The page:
A staggeringly intolerant attitude to our flourishing Catholic schools

The former deputy chief constable of Lothian and Borders police has suggested that closing Catholic schools is the best way to tackle bigotry in Scotland. Peter Kearney, director of the Scottish Catholic Media Office, responds.

Although Catholics account for around 16% of Scotland’s population, Catholic schools educate over 20% of our school children.

Why do so many parents who aren’t Catholic vote with their feet and choose a Catholic school for their child?

As the existence of Catholic schools hits the headlines again, it is for those who would deny this choice to explain why they are so keen to destroy one of Scotland’s educational successes and perhaps elaborate how in so doing they will create a more harmonious or tolerant society.

Scotland’s peculiar obsession with religious intolerance has been in the spotlight again recently following the offensive and ill-informed comments of a former police chief, who claimed that the existence of denominational schools are at the root of the problem and suggested that sectarianism and bigotry can best be tackled by closing Catholic schools.

There is not a shred of empirical evidence to back up such claims and conspicuously, none was offered.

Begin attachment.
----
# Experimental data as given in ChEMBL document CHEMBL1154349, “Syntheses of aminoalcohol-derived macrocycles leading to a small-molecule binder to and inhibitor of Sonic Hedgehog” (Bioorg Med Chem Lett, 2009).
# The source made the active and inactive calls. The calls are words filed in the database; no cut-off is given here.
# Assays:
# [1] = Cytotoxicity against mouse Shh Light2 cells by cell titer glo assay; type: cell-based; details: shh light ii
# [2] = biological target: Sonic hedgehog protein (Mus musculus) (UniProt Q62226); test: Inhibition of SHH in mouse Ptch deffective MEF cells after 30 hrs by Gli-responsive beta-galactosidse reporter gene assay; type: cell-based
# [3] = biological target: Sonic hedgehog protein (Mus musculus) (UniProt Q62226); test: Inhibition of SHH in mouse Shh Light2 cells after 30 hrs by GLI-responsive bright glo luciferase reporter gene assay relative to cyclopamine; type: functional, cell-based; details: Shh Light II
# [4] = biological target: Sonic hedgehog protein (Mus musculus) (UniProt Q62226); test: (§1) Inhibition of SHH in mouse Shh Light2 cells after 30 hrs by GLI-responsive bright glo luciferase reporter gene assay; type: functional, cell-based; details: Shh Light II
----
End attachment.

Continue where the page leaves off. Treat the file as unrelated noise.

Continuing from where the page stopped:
This staggeringly intolerant attitude is symptomatic of a simplistic belief that educating children in a faith-based environment is wrong and will inevitably lead to conflict and strife in society.

Crucially, the right of parents to educate their children in accordance with their religious beliefs is a universal human right, which many seem happy to crush with impunity.

To suggest that children who aren’t schooled together can never interact or relate harmoniously to one another in adult life is clearly absurd.

Taken to its extreme this would suggest that children from different parts of the country or from different countries or with different languages are doomed to perpetual strife as adults, since they didn't share a playground.

Sectarian, like racial, discrimination is not taught in schools but bred, through ignorance, in homes and spread through society at large.

Around Europe and across the world, Catholic schools exist and prosper in societies bereft of the bigotry and intolerance found here.

In reality, the historical religious divisions that still leave us tainted with sectarian bigotry, pre-date the existence of Catholic schools, so cannot have been created by them.

Ultimately, Scotland should be very wary of the self-indulgent delusion that sectarianism is a west of Scotland problem.

It exists across the country, as Crown Office hate crime statistics show, in almost exact proportion to the Catholic population of different areas.

The reason there are so few sectarian crimes committed in Aberdeenshire or Shetland is because there are so few Catholics against whom they might be perpetrated and not because these places are oases of tolerance.

Like racism, anti-Catholicism tends to be found where its targets are most numerous. Its absence elsewhere should not be conflated with geographically distinct virtue.

An edited version of this article was published in The Times on 18th September, 2019 (subscription required).

Read the Tom Wood article here.